Is Lolo Pass Montana closed?
Operational Hours: Lolo Pass Visitor Center is currently open Thursday through Monday, 7:30 a.m. – 3 p.m. (PST). It is closed on Tuesday and Wednesday.
Where is Lolo National Forest?
The Lolo National Forest (NF) is located in western Montana, geographically surrounding the city of Missoula and bounded by other national forests and the Flathead Indian Reservation. View the forest-wide map for a general overview of our land area.
How big is Lolo National Forest?
2 million acres
The forest spans 2 million acres (8,000 km2) and includes four wilderness areas; the Scapegoat and the Selway-Bitterroot Wilderness are partially within the forest while the Welcome Creek and Rattlesnake Wildernesses are solely in Lolo National Forest.
How big is the Kootenai National Forest?
2.2 million acres
The Kootenai National Forest is located in the extreme Northwest corner of Montana and Northeast Idaho and encompasses over 2.2 million acres, an area nearly three times the size of Rhode Island.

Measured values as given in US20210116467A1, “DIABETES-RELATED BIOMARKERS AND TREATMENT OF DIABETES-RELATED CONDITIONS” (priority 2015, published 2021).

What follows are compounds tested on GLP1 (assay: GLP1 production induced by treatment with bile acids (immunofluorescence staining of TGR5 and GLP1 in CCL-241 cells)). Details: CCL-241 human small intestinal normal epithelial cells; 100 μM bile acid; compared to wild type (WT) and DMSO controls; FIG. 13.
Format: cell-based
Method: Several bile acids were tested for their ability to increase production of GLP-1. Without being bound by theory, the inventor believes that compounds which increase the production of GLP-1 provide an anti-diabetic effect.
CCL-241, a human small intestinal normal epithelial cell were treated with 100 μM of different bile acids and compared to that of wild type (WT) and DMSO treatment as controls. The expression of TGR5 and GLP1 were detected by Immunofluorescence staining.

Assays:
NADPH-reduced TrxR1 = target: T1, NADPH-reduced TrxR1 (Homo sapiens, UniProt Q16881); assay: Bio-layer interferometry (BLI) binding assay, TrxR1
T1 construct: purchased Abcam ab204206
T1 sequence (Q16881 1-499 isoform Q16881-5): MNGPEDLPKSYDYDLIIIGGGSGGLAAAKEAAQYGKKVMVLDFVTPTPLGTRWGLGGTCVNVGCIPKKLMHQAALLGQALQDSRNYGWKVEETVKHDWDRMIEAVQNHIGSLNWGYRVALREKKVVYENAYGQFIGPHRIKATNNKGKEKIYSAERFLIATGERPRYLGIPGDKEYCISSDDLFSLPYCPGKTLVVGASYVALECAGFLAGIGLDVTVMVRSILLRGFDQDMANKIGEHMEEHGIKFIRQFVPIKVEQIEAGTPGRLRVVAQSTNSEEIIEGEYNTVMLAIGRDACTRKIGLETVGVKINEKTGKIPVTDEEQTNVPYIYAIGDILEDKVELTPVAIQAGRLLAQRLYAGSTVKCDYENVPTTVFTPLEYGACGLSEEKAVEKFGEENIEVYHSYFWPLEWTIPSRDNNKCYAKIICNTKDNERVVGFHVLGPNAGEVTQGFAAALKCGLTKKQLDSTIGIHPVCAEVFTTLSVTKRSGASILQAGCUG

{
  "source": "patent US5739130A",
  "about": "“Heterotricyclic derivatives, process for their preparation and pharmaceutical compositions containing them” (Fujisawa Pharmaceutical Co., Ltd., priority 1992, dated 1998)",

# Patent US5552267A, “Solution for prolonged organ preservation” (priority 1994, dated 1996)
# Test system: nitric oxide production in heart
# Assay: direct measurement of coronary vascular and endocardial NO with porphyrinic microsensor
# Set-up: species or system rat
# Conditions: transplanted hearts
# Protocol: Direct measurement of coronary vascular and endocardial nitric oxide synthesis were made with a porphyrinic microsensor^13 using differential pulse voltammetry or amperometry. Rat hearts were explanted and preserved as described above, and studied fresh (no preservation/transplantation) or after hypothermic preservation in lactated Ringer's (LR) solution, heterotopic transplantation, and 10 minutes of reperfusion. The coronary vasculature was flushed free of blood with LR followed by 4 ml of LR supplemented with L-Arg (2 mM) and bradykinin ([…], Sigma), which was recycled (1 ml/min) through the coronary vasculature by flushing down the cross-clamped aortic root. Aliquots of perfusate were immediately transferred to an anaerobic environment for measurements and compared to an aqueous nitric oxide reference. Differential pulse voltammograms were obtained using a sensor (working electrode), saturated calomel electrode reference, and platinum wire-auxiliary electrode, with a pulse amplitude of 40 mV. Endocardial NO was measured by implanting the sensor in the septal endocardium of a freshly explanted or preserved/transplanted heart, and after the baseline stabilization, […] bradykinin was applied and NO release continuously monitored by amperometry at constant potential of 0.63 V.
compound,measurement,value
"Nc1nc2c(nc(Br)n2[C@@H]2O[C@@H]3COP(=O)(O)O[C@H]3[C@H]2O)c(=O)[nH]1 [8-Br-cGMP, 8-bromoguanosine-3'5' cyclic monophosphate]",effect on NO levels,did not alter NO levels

What kind of trees are in Lolo National Forest?
On the Lolo, the predomi- nantly competing species are Douglas-fir, lodgepole pine, western larch, western redcedar, grand fir, and ponderosa pine at lower elevations, and lodgepole pine, Douglas-fir, subalpine fir, Engelmann spruce, and whitebark pine at higher elevations.
Can you hunt in Kootenai National Forest?
In the Kootena National Forest you`ll find opportunities to hunt big game such as elk, deer, and moose. There are seasons for bear and mountain lions as well. You will also find a variety of upland game, turkeys, and waterfowl.
What animals are in the Kootenai National Forest?
Elk, whitetail and mule deer, mountain goats and bighorn sheep, moose, black bear, mountain lion and grizzly bear roam the forest. Also to be found are coyote, weasel, mink, beaver, otter, squirrel, bobcat, lynx and other smaller mammals. The Kootenai is heavily forested with a large selection of native trees.
What highway is Lolo Pass on?
U.S. Highway 12
U.S. Highway 12 (Lewis and Clark Highway) Lolo Pass along U.S. Highway 12 begins in Greer, Idaho on the west end and ends 150 miles east at the Fort Fizzle interpretive site in Montana. This is a paved, two-lane highway with speed limits 50 miles-per-hour or less with few turnouts and limited opportunities to pass.